Stocks gain on US consumer data

Reports on sentiment and spending top estimates. Apple shares slide. Finance ministers agree to bolster the eurozone's debt crisis firewall. Gold and oil gain.

By TheStreet Staff Mar 30, 2012 7:37AM

TheStreetImage: Wall Street sign (© Corbis/SuperStock)By Andrea Tse

 

Updated at 1:01 p.m. ET

 

Stocks were rising Friday as investors weighed improvements in consumer spending and an agreement to boost the eurozone's rescue fund against weakness in the tech sector.

 

The Dow Jones Industrial Average ($INDU) was rising 52.7 points at 13,198. The S&P 500 ($INX) was rising 4.9 points at 1,408 and the Nasdaq ($COMPX) was adding 1.7 points at 3,096.

 

With the first quarter coming to an end, the stock market is headed for its best first quarter since 1998. The S&P, which has increased 12% so far this quarter, has only seen double digit first-quarter gains eleven times since 1928.

 

In U.S. economic news, the Commerce Department said personal incomes rose 0.2% in February, falling short of expectations for a 0.4% increase. Personal spending rose 0.8%, topping forecasts for 0.6%.

 

"As we already had the monthly employment report, we knew that earnings and hours rose in February, suggesting a healthy enough gain for wages and salaries," says Dan Greenhaus, strategist with BTIG. "While people are making more money, they aren't receiving less support from the government. This has no doubt been a boost to consumption."

 

The Federal Reserve Bank of Chicago's purchasing managers index came in at 62.2 in March, less than the 63 expected and the previous month’s figure of 64.

 

The University of Michigan's survey of consumer sentiment reached its highest level in more than a year in March, rising to 76.2 from 75.3 in February. Economists had expected the index to come in at 74.7.

 

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Eurozone finance ministers have agreed to strengthen the single-currency bloc's debt crisis firewall to about 800 billion euros ($1.1 trillion), said Austrian Finance Minister Maria Fekter, before a meeting of European finance ministers in Copenhagen. While the eurozone seeks to protect Italy and Spain from the pains of the debt crisis, eurozone leaders have agreed on the lowest figure accepted by nations including Germany, Finland and the Netherlands, where the public has frowned upon additional funding for bailouts.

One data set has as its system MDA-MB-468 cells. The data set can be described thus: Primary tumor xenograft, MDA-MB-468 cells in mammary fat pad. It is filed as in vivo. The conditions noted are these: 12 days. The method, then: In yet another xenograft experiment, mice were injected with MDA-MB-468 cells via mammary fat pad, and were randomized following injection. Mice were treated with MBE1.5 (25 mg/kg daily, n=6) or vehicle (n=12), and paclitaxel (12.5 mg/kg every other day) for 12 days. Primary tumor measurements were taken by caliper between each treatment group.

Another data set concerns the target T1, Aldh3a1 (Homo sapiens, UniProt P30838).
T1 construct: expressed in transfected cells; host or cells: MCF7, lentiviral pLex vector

Some 500 billion euros of that money would come from the permanent, European Stability Mechanism when it becomes available in July, and 200 billion euros is coming through the European Financial Stability Facility. A further 53 billion euros will be derived from bilateral loans that have been made available to Greece and 49 billion euros from the European Financial Stability Mechanism. 

 

London's FTSE finished with a 0.46% gain and Germany's DAX added 1.04%. In Asia, Japan's Nikkei Average closed down 0.3% and Hong Kong's Hang Seng index finished lower by 0.3%.

 

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In corporate news, Research In Motion (RIMM), the troubled BlackBerry maker, missed fourth-quarter analysts' expectations, said it would no longer provide quarterly forecasts, and announced former co-CEO Jim Balsillie is resigning from the board. RIM posted fiscal fourth-quarter non-GAAP earnings of 80 cents a share on revenue of $4.2 billion. Analysts were expecting profit of 81 cents a share on revenue of $4.5 billion.

 

Dunkin’ Brands Group (DNKN), the owner of Dukin’ Donuts and Baskin-Robbins, announced a public offering of 26.4 million shares of common stock at $29.50 a share. There will also be a 30-day option to sell an additional 3.96 million shares from some of the stockholders selling.

 

A labor advocacy group released the findings of an audit of working conditions at Foxconn, a major Apple (AAPL) supplier in China. Apple CEO Tim Cook visited a Foxconn facility in China on Thursday, and Foxconn reportedly has promised to make improvements, but it's not clear how this may or may not impact the company's relationship with Apple, which is part of the Fair Labor Association that conducted the audit.